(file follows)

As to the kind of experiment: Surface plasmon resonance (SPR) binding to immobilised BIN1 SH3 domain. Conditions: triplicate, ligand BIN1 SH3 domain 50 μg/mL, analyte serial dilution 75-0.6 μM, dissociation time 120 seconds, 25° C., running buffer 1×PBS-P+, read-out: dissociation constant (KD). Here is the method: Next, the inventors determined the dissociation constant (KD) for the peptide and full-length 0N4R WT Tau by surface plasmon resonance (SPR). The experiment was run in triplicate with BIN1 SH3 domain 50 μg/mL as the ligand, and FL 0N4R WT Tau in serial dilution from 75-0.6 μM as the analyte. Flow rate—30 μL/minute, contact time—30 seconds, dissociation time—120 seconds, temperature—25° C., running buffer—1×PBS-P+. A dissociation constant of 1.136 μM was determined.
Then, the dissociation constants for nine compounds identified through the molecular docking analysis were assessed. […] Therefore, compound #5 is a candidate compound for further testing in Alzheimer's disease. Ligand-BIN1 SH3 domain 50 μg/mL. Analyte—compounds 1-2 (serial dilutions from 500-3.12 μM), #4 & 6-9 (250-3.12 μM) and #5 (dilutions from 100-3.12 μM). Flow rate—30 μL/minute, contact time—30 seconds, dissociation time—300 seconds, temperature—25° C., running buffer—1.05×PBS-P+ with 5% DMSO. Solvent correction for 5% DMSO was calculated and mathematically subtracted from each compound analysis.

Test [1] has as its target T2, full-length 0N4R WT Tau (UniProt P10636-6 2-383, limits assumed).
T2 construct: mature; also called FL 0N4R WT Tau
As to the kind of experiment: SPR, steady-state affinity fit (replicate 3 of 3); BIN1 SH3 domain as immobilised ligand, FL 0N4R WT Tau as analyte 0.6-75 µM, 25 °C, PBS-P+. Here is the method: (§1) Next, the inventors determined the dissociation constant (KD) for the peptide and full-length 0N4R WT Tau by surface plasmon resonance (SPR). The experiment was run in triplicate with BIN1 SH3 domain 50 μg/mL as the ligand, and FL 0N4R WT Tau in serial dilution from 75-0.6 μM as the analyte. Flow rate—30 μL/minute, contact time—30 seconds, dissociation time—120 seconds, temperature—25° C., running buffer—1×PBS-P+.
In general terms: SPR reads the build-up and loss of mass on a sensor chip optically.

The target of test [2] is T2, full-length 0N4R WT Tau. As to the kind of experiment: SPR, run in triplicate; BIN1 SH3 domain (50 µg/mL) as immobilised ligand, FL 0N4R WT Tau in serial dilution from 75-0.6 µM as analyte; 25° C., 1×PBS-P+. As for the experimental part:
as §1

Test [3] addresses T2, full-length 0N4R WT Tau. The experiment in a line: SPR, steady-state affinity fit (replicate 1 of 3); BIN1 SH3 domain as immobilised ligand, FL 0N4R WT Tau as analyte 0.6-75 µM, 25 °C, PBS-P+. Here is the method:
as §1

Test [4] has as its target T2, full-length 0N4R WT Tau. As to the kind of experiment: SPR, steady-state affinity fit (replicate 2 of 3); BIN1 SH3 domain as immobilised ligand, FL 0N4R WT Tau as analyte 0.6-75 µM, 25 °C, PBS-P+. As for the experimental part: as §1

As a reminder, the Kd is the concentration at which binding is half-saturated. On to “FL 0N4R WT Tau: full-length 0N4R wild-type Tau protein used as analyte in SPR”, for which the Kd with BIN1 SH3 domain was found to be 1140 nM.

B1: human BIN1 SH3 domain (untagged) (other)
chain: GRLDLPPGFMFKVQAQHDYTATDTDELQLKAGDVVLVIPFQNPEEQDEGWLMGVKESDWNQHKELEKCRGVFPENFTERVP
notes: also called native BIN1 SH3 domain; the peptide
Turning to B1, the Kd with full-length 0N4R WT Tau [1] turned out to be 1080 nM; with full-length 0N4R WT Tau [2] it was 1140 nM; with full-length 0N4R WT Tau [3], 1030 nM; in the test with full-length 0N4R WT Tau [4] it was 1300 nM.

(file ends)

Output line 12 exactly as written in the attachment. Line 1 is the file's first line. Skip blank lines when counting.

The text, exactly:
As a reminder, the Kd is the concentration at which binding is half-saturated. On to “FL 0N4R WT Tau: full-length 0N4R wild-type Tau protein used as analyte in SPR”, for which the Kd with BIN1 SH3 domain was found to be 1140 nM.